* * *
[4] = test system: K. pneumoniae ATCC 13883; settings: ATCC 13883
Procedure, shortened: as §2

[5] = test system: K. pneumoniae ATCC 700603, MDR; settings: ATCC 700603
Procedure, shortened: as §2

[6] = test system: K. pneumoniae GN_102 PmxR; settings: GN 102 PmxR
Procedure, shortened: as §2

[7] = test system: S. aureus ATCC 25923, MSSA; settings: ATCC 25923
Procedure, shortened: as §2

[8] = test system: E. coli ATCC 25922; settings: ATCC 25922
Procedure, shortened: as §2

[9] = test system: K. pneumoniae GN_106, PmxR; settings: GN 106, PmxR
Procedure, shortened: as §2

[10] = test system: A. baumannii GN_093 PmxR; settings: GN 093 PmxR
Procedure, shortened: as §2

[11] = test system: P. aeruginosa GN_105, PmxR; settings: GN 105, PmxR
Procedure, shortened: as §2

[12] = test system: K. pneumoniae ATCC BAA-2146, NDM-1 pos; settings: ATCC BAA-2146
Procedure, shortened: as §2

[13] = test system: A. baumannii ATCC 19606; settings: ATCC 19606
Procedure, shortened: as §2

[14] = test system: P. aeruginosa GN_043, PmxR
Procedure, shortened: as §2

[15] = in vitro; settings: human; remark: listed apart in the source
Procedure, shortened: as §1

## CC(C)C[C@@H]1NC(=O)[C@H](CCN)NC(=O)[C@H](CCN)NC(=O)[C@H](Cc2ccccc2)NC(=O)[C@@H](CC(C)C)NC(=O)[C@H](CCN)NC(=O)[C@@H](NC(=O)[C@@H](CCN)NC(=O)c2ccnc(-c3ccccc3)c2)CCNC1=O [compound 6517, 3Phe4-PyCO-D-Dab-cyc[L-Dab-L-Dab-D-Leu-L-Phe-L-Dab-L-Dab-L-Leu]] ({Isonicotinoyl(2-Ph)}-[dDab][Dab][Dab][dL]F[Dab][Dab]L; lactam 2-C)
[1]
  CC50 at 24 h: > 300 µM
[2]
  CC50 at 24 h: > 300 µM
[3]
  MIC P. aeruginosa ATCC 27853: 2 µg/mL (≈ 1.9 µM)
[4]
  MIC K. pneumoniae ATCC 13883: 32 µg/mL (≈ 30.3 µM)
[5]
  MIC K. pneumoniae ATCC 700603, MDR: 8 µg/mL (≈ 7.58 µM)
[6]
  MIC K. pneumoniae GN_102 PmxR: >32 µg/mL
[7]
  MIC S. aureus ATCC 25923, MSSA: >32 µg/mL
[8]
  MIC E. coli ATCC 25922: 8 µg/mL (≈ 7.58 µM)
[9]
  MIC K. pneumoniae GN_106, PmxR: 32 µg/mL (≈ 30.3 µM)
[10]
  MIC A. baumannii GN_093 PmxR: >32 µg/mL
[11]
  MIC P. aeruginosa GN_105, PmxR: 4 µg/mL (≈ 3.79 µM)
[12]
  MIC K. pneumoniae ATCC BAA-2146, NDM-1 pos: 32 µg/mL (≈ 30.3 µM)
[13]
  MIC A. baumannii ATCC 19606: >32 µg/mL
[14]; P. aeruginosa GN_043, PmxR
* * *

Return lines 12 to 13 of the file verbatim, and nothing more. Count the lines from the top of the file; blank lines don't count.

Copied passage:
Procedure, shortened: as §2

[10] = test system: A. baumannii GN_093 PmxR; settings: GN 093 PmxR